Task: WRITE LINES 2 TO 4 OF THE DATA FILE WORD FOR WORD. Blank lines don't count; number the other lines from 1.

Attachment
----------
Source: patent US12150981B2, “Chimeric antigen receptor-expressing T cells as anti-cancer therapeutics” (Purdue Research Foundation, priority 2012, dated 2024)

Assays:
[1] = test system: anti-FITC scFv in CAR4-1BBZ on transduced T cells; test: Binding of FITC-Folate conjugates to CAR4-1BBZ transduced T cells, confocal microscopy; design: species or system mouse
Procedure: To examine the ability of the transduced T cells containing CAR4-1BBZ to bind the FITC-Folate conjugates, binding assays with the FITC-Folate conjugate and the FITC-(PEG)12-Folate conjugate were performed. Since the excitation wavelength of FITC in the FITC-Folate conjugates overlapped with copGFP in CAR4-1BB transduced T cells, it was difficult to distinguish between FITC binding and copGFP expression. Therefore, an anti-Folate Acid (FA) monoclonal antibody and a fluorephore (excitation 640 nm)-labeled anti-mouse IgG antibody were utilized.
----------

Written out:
Assays:
[1] = test system: anti-FITC scFv in CAR4-1BBZ on transduced T cells; test: Binding of FITC-Folate conjugates to CAR4-1BBZ transduced T cells, confocal microscopy; design: species or system mouse
Procedure: To examine the ability of the transduced T cells containing CAR4-1BBZ to bind the FITC-Folate conjugates, binding assays with the FITC-Folate conjugate and the FITC-(PEG)12-Folate conjugate were performed. Since the excitation wavelength of FITC in the FITC-Folate conjugates overlapped with copGFP in CAR4-1BB transduced T cells, it was difficult to distinguish between FITC binding and copGFP expression. Therefore, an anti-Folate Acid (FA) monoclonal antibody and a fluorephore (excitation 640 nm)-labeled anti-mouse IgG antibody were utilized.